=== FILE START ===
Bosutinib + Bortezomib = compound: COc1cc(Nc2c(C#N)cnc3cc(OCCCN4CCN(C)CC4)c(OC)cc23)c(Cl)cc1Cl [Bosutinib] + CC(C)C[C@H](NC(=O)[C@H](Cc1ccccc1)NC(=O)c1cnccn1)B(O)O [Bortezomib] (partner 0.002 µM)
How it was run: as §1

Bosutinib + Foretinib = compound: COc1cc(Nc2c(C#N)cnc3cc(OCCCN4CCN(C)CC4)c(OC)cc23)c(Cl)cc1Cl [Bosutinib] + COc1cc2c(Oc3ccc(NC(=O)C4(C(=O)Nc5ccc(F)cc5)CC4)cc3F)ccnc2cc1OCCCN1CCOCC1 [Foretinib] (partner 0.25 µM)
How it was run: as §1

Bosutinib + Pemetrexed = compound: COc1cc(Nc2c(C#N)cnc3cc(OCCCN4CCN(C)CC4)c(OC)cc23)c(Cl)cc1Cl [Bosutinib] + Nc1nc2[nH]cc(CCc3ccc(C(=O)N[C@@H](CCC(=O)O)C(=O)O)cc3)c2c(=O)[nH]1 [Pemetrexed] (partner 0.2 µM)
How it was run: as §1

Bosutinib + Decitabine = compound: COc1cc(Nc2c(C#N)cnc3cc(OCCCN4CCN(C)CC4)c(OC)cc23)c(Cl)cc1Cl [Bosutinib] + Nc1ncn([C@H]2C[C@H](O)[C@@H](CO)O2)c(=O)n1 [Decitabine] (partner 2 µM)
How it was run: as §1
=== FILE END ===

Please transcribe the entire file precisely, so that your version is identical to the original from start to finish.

Bosutinib + Bortezomib = compound: COc1cc(Nc2c(C#N)cnc3cc(OCCCN4CCN(C)CC4)c(OC)cc23)c(Cl)cc1Cl [Bosutinib] + CC(C)C[C@H](NC(=O)[C@H](Cc1ccccc1)NC(=O)c1cnccn1)B(O)O [Bortezomib] (partner 0.002 µM)
How it was run: as §1

Bosutinib + Foretinib = compound: COc1cc(Nc2c(C#N)cnc3cc(OCCCN4CCN(C)CC4)c(OC)cc23)c(Cl)cc1Cl [Bosutinib] + COc1cc2c(Oc3ccc(NC(=O)C4(C(=O)Nc5ccc(F)cc5)CC4)cc3F)ccnc2cc1OCCCN1CCOCC1 [Foretinib] (partner 0.25 µM)
How it was run: as §1

Bosutinib + Pemetrexed = compound: COc1cc(Nc2c(C#N)cnc3cc(OCCCN4CCN(C)CC4)c(OC)cc23)c(Cl)cc1Cl [Bosutinib] + Nc1nc2[nH]cc(CCc3ccc(C(=O)N[C@@H](CCC(=O)O)C(=O)O)cc3)c2c(=O)[nH]1 [Pemetrexed] (partner 0.2 µM)
How it was run: as §1

Bosutinib + Decitabine = compound: COc1cc(Nc2c(C#N)cnc3cc(OCCCN4CCN(C)CC4)c(OC)cc23)c(Cl)cc1Cl [Bosutinib] + Nc1ncn([C@H]2C[C@H](O)[C@@H](CO)O2)c(=O)n1 [Decitabine] (partner 2 µM)
How it was run: as §1